Here's how to use the "replace by he/him method" here: "He was sheltering him" > "who was sheltering whom". So "..and it was impossible to know who was sheltering whom" uses "whom" correctly, according to that rule.
As you may have seen, Johnny, some commenters think that you may not be aware of the fact that the prescriptive "rule" or "method" you mention isn't actually an accurate guide to using who and whom appropriately from a descriptive point of view. That's really a separate topic, and there are many other posts on this site that deal with it, such as ShreevatsaR's and nohat♦'s answers to "What’s the rule for using “who” and “whom” correctly?".
You can also see notes on the usage of whom in dictionaries like Merriam Webster, which says
now often considered stilted especially as an interrogative and especially in oral use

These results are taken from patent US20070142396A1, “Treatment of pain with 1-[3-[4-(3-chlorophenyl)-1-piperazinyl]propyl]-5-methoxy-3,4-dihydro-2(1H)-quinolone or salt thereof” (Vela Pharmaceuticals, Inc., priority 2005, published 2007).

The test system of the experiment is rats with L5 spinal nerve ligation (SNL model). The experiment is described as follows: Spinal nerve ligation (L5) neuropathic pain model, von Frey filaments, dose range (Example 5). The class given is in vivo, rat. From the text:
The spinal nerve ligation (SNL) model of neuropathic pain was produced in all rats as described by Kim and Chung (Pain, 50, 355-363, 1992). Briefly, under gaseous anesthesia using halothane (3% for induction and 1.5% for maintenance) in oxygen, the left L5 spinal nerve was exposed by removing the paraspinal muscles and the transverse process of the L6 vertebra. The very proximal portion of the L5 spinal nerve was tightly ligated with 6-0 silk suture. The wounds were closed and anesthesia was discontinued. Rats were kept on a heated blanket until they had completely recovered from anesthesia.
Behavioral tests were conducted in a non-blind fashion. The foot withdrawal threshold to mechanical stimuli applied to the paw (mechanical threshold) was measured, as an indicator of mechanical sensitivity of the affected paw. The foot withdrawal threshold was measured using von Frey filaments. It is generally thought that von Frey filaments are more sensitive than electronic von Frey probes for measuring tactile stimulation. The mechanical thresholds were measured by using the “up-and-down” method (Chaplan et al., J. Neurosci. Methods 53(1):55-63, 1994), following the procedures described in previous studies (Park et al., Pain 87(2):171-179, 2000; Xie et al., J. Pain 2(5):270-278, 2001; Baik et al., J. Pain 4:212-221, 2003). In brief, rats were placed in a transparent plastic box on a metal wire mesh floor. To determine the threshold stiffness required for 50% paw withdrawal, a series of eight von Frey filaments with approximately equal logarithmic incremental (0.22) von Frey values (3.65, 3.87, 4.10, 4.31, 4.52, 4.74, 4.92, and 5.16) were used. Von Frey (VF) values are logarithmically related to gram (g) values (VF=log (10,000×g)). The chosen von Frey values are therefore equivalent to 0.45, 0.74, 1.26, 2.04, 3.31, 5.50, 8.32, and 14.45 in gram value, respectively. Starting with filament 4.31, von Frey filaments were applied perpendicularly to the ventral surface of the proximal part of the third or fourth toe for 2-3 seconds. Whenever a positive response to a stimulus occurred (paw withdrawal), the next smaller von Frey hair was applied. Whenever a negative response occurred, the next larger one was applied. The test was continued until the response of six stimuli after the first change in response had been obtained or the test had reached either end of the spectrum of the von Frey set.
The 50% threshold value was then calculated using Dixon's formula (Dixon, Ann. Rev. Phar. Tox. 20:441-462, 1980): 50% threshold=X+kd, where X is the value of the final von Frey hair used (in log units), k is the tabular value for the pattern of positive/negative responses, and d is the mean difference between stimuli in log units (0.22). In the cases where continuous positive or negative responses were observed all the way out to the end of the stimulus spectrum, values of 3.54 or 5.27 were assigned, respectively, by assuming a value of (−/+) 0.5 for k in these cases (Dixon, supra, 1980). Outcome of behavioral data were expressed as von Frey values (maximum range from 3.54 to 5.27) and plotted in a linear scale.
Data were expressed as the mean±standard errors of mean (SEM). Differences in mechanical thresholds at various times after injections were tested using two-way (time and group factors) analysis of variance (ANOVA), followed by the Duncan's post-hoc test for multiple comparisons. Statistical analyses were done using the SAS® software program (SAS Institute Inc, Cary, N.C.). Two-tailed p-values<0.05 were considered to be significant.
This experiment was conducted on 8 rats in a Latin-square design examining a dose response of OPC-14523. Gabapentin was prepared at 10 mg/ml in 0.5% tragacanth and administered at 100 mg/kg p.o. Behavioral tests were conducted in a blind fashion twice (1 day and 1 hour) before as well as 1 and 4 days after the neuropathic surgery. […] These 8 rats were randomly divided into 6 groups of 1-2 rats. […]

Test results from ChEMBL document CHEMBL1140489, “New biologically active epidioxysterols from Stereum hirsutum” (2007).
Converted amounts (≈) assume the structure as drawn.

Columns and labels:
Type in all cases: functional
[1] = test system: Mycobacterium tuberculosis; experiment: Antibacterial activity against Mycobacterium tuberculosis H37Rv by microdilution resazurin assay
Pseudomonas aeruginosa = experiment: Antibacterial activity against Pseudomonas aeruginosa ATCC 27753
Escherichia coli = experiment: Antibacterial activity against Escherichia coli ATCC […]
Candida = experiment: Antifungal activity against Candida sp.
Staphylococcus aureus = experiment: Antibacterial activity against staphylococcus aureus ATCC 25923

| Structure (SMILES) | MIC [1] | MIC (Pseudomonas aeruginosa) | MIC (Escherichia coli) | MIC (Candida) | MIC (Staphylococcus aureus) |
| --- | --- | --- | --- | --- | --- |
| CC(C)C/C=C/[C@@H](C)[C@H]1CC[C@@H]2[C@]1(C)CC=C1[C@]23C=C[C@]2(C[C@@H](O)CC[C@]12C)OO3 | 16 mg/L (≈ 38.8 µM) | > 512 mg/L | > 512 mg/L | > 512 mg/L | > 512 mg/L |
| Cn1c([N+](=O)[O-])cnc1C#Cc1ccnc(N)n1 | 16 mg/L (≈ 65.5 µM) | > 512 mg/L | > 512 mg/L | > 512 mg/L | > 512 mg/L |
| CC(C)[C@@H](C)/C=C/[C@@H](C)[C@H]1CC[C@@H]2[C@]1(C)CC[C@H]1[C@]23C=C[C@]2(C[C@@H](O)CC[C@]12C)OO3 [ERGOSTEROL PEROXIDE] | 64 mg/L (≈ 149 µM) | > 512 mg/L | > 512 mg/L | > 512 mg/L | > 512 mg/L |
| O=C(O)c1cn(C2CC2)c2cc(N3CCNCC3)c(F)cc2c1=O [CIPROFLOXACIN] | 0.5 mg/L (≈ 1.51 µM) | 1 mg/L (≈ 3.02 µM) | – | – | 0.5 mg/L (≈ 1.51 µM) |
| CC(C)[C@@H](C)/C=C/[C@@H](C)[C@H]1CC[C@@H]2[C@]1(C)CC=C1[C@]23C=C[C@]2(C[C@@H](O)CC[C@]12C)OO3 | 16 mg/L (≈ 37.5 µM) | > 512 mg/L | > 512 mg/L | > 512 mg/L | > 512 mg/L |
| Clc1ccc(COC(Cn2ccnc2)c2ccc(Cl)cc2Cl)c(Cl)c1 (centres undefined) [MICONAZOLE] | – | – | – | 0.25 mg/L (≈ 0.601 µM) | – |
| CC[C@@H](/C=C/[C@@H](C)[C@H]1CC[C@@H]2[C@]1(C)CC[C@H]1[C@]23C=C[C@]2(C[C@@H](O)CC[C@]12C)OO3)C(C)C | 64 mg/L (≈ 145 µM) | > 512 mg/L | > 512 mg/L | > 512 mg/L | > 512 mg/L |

Observers of the language have been predicting the demise of whom from about 1870 down to the present day. [...] Our evidence shows that no one—English or not—should expect whom to disappear momentarily; it shows every indication of persisting quite a while yet. Actual usage of who and whom—accurately described at the entries in this dictionary—does not appear to be markedly different from the usage of Shakespeare's time. But the 18th century grammarians, propounding rules and analogies, rejecting other rules and analogies, and usually justifying both with appeals to Latin or Greek, have intervened between us and Shakespeare.
This information is relevant to your question because "who was sheltering whom" is an interrogative use of "whom". It would also be correct to say "...it was impossible to know who was sheltering who". "Whom" is possible, but not required after "sheltering". If you are writing dialogue, it may be a good idea to avoid using "whom" in sentences like this unless you want to give the impression that the speaker is a pedant.
I don't know of any grammatical reason to use "whom" instead of "who" before "was" in your sentence, or any group of speakers that would tend to use "whom" in this context, so I would advise against doing that.